Diageo achieved this by embedding IoT sensors in 100,000 bottles of whiskey that fathers could receive as a gift for the special day. Upon connecting their whiskey to the internet, each of those dads received a personalized video from his son or daughter. That campaign drove a 72 percent increase in whiskey sales in the two weeks leading into Father's Day. It also positioned Diageo as an innovator in the beverage space, lending it a positive association in the minds of young and tech-curious consumers.

FitBit has leveraged its popular fitness wristbands to create similarly meaningful experiences for its users. FitBit already allows its users to share their own fitness statistics on social media, generating powerful testimonials within their networks while telling the story of their personal fitness journey. Meanwhile, FitBit's dynamic fitness challenge calculator continually presents its users with new fitness challenges, allowing them to share their progress towards fitness goals with fellow fitness enthusiasts and challenge other users in a friendly competition.

FitBit users connect to a story that is larger than themselves through these content marketing experiences, participating in a conversation with the brand as well as with fellow FitBit users along the way. Some of the most moving FitBit stories are featured on the company blog, reinforcing FitBit's value proposition among current and potential customers by illustrating, in emotionally resonant terms, how it could make a positive difference in their lives.

The Time to Prepare for IoT Marketing Is Now

IOT smart devices

Image attribution: Gian Prosdocimo

With IoT adoption proceeding at a breakneck speed, it's a good idea to begin assessing how you can leverage the IoT in your future marketing. One impactful way to start is by optimizing your content for voice search, since voice search and virtual assistants are already changing internet search habits at a rapid pace. As the Content Marketing Institute reports, 50 percent of consumers will interact with voice-activated technology by 2020. By making these adjustments now, you can ensure that your audience will still find your content in the IoT age.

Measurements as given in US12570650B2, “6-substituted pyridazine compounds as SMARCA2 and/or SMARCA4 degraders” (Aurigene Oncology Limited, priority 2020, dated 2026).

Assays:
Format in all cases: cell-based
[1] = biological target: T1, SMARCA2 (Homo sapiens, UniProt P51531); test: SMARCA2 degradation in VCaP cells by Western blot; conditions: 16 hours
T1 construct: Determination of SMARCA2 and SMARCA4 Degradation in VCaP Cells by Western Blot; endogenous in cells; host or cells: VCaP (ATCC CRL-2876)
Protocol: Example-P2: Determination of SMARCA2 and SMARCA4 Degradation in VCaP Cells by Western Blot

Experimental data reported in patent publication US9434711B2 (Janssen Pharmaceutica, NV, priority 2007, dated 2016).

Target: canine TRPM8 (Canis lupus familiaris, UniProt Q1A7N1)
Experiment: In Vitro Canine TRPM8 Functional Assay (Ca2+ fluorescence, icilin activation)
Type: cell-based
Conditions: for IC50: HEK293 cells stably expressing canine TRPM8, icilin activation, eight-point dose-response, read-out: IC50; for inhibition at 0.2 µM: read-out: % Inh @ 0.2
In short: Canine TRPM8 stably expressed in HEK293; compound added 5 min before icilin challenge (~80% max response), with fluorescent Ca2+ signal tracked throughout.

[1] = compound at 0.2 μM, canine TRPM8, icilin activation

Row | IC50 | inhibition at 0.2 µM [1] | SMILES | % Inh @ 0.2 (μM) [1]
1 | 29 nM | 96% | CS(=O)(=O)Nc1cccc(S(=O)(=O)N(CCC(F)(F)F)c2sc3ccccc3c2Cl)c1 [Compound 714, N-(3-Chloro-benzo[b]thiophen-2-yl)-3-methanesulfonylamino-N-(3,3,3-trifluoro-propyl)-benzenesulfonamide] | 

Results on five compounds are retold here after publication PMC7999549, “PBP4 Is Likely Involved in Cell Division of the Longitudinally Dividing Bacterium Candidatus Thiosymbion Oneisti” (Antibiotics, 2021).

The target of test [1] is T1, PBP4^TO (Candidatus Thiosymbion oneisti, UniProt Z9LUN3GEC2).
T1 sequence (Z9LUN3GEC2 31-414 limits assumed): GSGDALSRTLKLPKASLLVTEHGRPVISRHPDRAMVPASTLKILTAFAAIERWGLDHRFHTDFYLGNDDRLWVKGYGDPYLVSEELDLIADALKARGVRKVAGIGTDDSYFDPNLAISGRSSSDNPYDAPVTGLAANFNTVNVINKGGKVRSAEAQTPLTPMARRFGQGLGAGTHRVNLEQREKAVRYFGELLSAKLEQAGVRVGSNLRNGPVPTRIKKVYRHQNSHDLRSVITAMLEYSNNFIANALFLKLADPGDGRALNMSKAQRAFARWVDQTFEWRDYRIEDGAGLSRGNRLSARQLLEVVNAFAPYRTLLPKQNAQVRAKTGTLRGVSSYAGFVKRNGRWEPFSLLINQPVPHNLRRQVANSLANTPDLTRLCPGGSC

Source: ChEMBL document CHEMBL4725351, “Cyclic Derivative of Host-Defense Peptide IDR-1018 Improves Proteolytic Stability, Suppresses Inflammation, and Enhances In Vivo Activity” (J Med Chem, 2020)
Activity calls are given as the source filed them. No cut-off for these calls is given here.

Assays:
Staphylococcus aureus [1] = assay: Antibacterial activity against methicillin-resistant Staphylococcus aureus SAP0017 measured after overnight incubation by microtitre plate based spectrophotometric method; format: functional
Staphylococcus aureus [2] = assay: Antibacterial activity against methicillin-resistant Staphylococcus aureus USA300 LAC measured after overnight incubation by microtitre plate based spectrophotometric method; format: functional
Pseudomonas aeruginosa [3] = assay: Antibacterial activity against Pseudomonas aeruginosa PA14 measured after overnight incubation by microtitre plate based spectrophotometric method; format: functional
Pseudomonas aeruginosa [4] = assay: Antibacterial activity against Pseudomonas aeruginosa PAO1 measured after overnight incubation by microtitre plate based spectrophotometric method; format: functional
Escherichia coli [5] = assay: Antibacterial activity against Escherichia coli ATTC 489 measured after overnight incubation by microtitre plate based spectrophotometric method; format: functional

It's also wise to begin ramping up your capacity for interpreting data using analytics. Marketers are already looking at ways to leverage the rich data generated by IoT devices to understand when, where, and how their customers are using their products and services, which in turn enables them to refine their marketing strategies and deliver powerful personalized experiences. IoT insights can even point the way toward product improvements, which in turn can be included in marketing campaigns. Having a content marketing platform in your corner that provides comprehensive visibility into how your content is already performing is a great way to start.

Marketers who conceive of their content in terms of the experience it creates will have an advantage in this new arena, as the IoT presents intriguing new opportunities to forge a bond with audiences in a variety of personal, intimate settings. Likewise, marketers who begin thinking now about making sure that their content is adaptable and can be repurposed for use in a variety of channels, including IoT devices, will be ahead of the game when it comes to future-proofing their content for the connected age.

We're just beginning to see the IoT's impact on marketing, but before long it will play a more central and profound role in how brands engage with their audiences. In doing so, they have a golden opportunity to create the meaningful relationships that ensure long-term customer loyalty in dynamic, rapidly evolving markets.

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Featured image attribution: crew


Rose de Fremery

Rose de Fremery is a writer living at the intersection of digital culture and creativity. Originally a technologist by trade, she’s captivated by technology innovation and the promise it offers to spark our unique human capacity for creativity and imagination. Prior to becoming a freelance writer, Rose was the IT Director for an international human rights organization. She also served as Managing Editor for The Social Media Monthly, the world’s first print magazine devoted to the social media revolution. A native of Western Massachusetts, Rose works and lives in Astoria, Queens. Learn more about her at